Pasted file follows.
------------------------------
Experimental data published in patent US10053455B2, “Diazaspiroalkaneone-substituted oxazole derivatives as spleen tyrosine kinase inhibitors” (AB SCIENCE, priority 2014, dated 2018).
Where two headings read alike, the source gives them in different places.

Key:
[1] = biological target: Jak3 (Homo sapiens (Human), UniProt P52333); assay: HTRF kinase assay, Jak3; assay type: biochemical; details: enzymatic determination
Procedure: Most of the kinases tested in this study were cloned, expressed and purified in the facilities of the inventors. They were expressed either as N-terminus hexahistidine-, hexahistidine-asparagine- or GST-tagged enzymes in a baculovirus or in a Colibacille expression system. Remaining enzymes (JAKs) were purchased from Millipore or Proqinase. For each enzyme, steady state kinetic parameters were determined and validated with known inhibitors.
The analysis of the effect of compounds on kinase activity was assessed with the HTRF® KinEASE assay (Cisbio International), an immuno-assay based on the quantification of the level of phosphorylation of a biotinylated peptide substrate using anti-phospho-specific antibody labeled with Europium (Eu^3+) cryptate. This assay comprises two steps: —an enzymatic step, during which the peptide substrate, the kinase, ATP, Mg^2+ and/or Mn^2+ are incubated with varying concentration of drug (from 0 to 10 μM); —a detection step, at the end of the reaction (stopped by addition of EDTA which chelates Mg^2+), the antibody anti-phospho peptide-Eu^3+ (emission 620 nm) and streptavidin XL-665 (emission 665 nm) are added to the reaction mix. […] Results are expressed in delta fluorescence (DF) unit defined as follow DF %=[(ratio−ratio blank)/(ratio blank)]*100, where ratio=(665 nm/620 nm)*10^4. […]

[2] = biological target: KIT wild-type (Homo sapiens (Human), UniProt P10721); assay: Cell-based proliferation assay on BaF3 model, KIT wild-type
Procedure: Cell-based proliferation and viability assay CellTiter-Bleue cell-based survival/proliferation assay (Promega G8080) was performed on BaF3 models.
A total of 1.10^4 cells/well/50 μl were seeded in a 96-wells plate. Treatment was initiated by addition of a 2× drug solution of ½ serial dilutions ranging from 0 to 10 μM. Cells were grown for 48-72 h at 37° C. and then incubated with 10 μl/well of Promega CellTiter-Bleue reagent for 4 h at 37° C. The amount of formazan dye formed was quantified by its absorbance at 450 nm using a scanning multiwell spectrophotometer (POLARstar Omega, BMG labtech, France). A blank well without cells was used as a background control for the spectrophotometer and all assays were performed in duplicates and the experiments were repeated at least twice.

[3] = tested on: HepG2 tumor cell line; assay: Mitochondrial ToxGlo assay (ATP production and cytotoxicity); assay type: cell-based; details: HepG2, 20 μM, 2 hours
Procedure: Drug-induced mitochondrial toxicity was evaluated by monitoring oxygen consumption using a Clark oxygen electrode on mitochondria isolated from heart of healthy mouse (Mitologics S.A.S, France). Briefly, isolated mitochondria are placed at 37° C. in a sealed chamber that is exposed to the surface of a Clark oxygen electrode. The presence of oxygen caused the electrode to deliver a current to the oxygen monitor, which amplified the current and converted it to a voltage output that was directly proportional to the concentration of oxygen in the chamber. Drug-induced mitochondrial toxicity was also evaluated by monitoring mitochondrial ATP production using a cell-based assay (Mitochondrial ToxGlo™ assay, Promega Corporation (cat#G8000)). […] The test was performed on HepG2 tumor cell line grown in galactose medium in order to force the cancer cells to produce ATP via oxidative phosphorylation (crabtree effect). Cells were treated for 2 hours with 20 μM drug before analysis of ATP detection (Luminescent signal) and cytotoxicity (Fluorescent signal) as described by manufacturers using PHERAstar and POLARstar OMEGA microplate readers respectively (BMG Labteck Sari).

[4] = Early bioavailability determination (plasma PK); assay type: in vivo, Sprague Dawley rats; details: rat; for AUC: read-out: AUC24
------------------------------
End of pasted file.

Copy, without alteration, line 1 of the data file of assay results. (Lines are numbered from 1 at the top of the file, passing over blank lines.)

Experimental data published in patent US10053455B2, “Diazaspiroalkaneone-substituted oxazole derivatives as spleen tyrosine kinase inhibitors” (AB SCIENCE, priority 2014, dated 2018).